A title tag is an HTML element that specifies the title of a web page. A page’s title tag is displayed as part of the search snippet in a search engine results page (SERP). It appears as the clickable headline for the search result and is important for user experience, SEO, and social sharing. The title tag of a web page is meant to be an accurate and concise description of a page's content.

Enter your title tag below to see how it's likely to appear in Google's search results:

Why won't Google use my title tag?
Sometimes, Google may display a title that doesn't match what you've marked up in your HTML. This can be frustrating, but there's no easy way to force the search engine to use the title you've defined. When this happens, there are three likely explanations:

1. Your title is keyword-stuffed
As discussed above, if you try to stuff your title with keywords (sometimes called "over-optimization"), Google may choose to simply rewrite it. Google also seems to be sensitive to phrases patched together with delimiters, such as pipes (|). For this and many other reasons, consider tuning up your title to be more useful to search users.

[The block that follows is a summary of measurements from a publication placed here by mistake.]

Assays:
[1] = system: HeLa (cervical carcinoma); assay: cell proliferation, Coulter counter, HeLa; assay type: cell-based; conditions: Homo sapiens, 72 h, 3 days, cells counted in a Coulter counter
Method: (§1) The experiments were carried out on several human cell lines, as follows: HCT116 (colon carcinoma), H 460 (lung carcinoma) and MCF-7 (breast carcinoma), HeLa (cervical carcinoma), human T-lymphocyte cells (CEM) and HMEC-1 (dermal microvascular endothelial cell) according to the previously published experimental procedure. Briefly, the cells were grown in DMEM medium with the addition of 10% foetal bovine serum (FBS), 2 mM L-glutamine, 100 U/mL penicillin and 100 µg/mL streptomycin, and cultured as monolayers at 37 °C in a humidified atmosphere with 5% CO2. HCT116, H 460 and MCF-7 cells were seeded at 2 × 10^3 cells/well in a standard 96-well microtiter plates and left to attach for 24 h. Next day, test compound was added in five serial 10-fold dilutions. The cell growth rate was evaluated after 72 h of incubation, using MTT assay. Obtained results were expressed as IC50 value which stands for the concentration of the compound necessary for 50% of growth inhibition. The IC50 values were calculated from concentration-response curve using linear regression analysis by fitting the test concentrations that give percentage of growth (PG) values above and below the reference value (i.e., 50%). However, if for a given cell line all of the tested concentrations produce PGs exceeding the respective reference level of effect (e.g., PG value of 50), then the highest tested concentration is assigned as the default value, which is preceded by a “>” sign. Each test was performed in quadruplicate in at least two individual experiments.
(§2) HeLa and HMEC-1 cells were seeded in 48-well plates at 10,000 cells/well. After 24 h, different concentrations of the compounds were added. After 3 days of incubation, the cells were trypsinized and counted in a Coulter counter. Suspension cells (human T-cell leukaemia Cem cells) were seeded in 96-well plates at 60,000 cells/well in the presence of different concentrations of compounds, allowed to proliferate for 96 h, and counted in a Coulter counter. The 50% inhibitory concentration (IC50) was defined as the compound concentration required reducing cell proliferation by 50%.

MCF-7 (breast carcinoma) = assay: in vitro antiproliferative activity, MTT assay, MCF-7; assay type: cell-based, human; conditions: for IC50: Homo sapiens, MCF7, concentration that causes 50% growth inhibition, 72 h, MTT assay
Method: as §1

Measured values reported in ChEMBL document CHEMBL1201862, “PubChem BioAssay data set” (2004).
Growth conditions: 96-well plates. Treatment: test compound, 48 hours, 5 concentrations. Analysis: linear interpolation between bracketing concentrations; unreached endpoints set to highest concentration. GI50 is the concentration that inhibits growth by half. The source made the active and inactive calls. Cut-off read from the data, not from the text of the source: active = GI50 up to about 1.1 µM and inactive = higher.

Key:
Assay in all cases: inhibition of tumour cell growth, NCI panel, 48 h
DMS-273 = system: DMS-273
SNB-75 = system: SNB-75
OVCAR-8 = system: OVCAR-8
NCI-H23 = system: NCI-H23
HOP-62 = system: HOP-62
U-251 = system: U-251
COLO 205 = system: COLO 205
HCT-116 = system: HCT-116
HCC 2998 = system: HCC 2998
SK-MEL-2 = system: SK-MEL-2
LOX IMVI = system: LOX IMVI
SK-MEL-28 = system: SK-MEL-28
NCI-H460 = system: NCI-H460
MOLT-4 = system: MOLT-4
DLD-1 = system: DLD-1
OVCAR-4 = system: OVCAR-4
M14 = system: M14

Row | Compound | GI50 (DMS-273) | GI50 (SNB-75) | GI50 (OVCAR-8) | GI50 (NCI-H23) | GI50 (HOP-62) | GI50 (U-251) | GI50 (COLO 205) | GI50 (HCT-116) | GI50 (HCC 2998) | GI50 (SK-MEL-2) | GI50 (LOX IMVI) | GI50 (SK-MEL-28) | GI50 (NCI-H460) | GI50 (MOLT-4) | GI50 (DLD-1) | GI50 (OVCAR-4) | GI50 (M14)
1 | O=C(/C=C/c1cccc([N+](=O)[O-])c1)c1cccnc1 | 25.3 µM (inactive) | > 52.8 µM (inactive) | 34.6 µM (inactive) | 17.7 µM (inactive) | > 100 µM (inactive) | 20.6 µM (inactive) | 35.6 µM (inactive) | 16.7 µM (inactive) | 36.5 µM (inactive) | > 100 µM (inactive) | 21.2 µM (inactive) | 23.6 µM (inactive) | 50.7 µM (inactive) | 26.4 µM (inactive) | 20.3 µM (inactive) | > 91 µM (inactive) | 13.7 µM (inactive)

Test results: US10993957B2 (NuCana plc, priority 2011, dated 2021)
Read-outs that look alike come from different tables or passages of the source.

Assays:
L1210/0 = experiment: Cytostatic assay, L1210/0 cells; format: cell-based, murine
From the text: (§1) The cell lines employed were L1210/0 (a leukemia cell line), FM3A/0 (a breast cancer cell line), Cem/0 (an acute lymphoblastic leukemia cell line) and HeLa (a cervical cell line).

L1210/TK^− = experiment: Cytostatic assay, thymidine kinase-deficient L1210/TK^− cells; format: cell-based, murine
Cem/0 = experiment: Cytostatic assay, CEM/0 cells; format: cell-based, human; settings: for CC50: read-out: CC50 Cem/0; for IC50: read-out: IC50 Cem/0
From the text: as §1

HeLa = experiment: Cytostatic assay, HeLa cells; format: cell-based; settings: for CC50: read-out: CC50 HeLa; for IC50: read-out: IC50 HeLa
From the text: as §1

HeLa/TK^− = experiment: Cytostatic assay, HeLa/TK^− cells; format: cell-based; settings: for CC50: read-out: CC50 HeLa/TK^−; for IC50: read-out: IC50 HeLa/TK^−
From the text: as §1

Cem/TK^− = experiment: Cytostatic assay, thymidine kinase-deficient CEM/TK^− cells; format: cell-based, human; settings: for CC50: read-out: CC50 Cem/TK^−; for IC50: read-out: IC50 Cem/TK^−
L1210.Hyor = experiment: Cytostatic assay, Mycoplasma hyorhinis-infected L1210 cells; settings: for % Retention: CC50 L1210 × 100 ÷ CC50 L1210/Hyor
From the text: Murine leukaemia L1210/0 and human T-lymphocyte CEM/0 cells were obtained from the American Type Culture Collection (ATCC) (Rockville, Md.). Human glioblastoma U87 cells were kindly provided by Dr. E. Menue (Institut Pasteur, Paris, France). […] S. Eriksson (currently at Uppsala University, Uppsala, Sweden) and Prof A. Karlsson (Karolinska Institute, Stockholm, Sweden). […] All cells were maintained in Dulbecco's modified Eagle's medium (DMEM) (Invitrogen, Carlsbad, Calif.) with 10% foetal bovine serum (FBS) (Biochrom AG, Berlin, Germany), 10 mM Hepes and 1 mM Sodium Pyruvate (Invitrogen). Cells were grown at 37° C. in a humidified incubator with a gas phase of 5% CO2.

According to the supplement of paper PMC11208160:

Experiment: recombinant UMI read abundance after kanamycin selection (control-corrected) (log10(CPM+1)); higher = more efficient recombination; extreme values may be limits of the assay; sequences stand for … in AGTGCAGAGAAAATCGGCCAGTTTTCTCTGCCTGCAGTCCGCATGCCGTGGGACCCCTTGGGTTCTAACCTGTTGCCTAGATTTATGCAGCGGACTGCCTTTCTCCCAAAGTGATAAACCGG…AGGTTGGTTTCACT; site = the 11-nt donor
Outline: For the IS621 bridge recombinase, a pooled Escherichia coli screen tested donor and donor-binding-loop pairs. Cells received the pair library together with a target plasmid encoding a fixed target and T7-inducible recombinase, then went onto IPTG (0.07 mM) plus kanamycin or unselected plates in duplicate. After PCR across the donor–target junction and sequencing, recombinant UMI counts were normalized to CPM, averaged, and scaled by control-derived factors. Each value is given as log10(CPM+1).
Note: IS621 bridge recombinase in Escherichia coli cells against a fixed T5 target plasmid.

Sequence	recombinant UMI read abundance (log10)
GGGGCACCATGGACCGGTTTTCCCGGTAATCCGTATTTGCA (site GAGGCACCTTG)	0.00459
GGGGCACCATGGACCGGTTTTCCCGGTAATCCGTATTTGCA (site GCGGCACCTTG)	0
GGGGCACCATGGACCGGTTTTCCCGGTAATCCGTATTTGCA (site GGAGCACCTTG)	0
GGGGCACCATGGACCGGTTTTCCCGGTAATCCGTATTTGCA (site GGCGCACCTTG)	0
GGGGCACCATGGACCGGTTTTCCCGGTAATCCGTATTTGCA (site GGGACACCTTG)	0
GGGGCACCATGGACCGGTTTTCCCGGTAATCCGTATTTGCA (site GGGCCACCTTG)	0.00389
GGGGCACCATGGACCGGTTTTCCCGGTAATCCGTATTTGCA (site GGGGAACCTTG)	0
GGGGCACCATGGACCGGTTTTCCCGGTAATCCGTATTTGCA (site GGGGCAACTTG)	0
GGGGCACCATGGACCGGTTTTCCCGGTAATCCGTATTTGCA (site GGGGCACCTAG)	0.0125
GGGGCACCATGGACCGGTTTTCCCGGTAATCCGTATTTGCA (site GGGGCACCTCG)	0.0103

2. Your title is too long
It used to be that Google would simply cut off a long title. While inconvenient at times, that was at least predictable! More recently, Google has begun completely rewriting long titles, taking a portion of the title from the middle or using other text on the page. While you shouldn’t panic over long titles, it’s important to be mindful of how those titles appear in SERPs.

3. Your title has relevance issues
We covered the obvious cases, like a page titled “Home,” but Google may rewrite any title that doesn’t seem to match searcher intent or that’s loaded with marketing jargon or phrases that don’t reflect the content. These rewrites aren’t restricted to keyword stuffing or obvious spam. Make sure your titles accurately reflect the corresponding content.

4. You have an alternate title
In some cases, if you include alternate title data, such as a meta tag for Facebook or Twitter, Google may choose to use that title instead. Again, this isn't necessarily a bad thing, but if this creates an undesirable display title, you might want to rewrite the alternate title data.

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